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THE WORD “PLAYBILL” is both a generic, an information-filled giveaway to theatergoers, and also Playbill, the monthly magazine, most copies of which are theater- and production-specific.

Background. As described in Wikipedia, each monthly Playbill features a ‘wraparound’ section of theatrical happenings. Within the wraparound, a Playbill contains details of the particular production.

The traditional Playbill banner is yellow with black writing. Specialities have been celebrated with replacement of the yellow: October 2013, green for the tenth anniversary of Wicked; April 2018, white and red for the fifth anniversary of Kinky Boots; and each June since 2014 with rainbows honoring LGBT Pride Month.

Red Zone: Sergey Prokofiev and the Soviet Union. In Playbill, November 22, 2010, Eddie Silva asks, “Why did Sergey Prokofiev return to his homeland during Stalin’s reign?” 

Eddie Silva writes, “As an example of how a cruel irony may underscore a single life in that place and time, the composer Sergey Prokofiev figures as a representative figure.”

Sergei Sergeyevich Prokofiev, 1891–1953, Russian composer, pianist, and conductor. He is considered one of the major composers of the 20th century. Portrait by Henri Matisse, 1921.

Through two of his works, Lieutenant Kije Suite and The Love for Three Oranges, Prokofiev has been no stranger here at SimanaitisSays. Today, I glean tidbits from Silva’s Playbill essay.

Pause here, if you like, and enjoy Prokofiev’s Lieutenant Kije Suite.

Why a Soviet Life? Silva notes, “Both as a composer and pianist, Prokofiev found success in the great concert halls of the world. He was even enticed by Hollywood with an offer of $25,000 per week: a fortune in the midst of the world Depression. He could have joined Igor Stravinsky, Arnold Schoenberg, Erich Korngold, or for that matter Thomas Mann, Bertholt Brecht, and many others who prospered in exile in southern California.”

Silva wrote, “In contrast, Prokofiev experienced enthusiastic audiences and glowing reviews whenever he returned to his mother country. By 1933, he was the toast of Moscow, rather than as he was in Paris, just one in the crowd.”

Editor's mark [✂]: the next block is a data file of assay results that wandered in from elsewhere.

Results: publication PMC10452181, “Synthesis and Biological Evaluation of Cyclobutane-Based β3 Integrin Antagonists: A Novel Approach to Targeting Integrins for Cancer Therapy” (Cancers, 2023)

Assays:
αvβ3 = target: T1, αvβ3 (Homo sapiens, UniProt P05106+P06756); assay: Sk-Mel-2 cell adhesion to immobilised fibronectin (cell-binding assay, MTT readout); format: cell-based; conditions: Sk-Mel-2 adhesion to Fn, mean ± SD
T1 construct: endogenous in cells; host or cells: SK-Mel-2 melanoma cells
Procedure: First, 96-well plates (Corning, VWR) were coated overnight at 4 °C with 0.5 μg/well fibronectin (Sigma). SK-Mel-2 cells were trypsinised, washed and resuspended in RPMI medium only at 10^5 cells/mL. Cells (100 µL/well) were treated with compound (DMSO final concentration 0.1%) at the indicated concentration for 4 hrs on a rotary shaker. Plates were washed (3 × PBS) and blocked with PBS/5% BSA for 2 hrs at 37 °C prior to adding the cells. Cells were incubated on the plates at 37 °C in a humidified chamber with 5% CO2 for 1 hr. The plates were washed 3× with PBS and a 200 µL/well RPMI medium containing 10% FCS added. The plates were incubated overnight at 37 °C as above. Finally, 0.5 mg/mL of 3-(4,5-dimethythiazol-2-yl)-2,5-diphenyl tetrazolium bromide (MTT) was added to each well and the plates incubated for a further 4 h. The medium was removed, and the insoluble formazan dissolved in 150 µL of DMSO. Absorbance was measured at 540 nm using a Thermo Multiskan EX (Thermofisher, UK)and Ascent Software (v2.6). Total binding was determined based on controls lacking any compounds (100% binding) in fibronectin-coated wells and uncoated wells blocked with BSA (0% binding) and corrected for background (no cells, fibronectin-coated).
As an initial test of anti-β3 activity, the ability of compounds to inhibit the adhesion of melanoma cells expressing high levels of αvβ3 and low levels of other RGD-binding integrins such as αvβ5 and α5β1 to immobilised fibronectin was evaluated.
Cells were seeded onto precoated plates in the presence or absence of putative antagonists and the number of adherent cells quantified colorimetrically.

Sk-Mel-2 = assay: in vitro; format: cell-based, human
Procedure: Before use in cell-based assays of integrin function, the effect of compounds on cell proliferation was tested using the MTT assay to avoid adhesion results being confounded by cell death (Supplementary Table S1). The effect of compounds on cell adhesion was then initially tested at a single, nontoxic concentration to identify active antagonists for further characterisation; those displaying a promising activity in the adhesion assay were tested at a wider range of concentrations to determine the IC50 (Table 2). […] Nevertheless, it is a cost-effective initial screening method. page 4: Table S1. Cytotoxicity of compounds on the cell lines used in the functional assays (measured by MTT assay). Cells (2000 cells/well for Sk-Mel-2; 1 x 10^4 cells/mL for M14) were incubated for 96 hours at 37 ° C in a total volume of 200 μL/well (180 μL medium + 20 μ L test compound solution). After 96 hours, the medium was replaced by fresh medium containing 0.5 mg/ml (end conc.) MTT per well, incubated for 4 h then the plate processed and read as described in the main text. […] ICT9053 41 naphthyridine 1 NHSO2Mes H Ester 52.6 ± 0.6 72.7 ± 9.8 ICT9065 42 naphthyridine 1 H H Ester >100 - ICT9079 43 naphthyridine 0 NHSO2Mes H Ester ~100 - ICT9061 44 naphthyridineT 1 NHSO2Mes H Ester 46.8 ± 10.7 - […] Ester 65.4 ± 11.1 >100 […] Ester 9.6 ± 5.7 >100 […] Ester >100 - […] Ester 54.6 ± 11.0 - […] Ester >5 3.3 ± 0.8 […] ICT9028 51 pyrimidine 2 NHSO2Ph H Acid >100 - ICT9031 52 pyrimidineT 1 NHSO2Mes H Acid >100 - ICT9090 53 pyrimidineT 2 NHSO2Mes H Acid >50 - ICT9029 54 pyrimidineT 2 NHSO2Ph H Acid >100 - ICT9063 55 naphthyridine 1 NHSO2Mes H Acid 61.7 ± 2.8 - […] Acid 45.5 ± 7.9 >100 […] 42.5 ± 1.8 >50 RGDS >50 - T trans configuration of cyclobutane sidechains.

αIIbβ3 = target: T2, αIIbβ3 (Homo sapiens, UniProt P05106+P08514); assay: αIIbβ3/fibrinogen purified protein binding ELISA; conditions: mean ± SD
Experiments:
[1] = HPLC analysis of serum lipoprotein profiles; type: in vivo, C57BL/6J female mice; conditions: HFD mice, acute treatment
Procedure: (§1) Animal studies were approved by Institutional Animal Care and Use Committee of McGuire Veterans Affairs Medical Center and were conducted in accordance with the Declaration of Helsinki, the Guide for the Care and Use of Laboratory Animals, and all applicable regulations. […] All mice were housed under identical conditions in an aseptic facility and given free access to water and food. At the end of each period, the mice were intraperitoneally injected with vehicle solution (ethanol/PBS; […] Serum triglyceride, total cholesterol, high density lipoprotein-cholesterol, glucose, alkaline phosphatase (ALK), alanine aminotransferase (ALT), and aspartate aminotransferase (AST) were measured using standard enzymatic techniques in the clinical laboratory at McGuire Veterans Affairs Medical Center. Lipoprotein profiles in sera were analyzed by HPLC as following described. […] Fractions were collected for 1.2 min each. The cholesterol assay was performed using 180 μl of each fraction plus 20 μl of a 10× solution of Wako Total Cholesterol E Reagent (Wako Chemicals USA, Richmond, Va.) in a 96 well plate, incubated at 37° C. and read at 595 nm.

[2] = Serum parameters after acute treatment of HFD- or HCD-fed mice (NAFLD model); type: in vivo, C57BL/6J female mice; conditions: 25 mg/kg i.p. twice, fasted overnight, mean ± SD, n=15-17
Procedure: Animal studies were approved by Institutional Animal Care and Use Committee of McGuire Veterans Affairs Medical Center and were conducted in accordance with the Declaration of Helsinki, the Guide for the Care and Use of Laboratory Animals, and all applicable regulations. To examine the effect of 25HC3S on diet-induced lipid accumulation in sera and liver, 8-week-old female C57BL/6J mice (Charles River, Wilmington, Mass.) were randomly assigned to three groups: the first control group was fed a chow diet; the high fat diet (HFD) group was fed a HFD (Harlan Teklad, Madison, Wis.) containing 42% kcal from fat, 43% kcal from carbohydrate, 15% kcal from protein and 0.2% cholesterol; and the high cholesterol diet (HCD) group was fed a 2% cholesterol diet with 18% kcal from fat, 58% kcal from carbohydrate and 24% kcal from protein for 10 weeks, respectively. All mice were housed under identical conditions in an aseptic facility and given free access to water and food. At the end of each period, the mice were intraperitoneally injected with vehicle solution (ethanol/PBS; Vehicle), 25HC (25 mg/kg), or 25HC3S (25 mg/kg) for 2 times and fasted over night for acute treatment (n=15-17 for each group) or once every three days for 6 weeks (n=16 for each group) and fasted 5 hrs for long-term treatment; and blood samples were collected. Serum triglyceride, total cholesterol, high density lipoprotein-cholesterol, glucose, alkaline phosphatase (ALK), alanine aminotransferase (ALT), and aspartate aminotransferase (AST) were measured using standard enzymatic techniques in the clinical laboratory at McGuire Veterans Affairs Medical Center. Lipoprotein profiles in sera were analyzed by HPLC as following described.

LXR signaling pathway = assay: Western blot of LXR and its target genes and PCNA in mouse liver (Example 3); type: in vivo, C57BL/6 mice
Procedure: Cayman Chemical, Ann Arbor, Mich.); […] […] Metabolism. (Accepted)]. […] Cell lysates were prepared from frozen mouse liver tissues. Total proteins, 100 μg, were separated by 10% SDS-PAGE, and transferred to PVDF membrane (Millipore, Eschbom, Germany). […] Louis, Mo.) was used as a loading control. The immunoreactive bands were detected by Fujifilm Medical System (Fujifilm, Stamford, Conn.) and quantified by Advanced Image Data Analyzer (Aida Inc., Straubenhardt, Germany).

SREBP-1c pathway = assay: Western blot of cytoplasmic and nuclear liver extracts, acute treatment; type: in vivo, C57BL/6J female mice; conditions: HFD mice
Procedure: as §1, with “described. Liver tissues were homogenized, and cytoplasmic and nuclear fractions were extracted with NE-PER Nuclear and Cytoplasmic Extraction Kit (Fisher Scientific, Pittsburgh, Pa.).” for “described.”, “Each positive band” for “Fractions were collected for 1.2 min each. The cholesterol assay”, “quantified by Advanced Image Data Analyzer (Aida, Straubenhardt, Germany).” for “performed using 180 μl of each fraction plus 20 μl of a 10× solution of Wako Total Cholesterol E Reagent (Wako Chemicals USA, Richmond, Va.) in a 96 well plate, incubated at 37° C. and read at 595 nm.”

“He was promised a place in that Arcadia,” Silva says, “and believed that he would be immune to the restrictions and censorship and fear that other artists suffered.… His head full of dreams, Prokofiev entered Stalin’s terror.”

Even in Death. Silva recounts, “Prokofiev died on March 5, 1953, the same day as Josef Stalin…. Thousands gathered to view Stalin’s corpse in Moscow, and hundreds were trampled to death trying to catch a glimpse of their fallen leader.”

Yet, Silva cites Alex Ross’s The Rest is Noise: “About thirty people showed up to bid Prokofiev farewell. The Beethoven Quartet was instructed to play Tchaikovsky, although Prokofiev never liked Tchaikovsky; the quartet then disappeared into the mob to play the same music for Stalin.”

Ross continued, “The hearse was not allowed near Prokofiev’s house, so the coffin had to be moved by hand, through and around streets that were blocked by crowds and tanks. As the masses moved toward the Hall of Columns [where Stalin lay in state] along one avenue, Prokofiev’s body was carried in the opposite direction down an empty street.”

As Silva notes in his Playbill piece, “If a historical period as ominous as the 20th century may be typified by a gesture, perhaps it is the ironic smile, or grin, or grimace.” 

Thoughtful writing indeed, especially in a little theater program. ds

© Dennis Simanaitis,, 2022 

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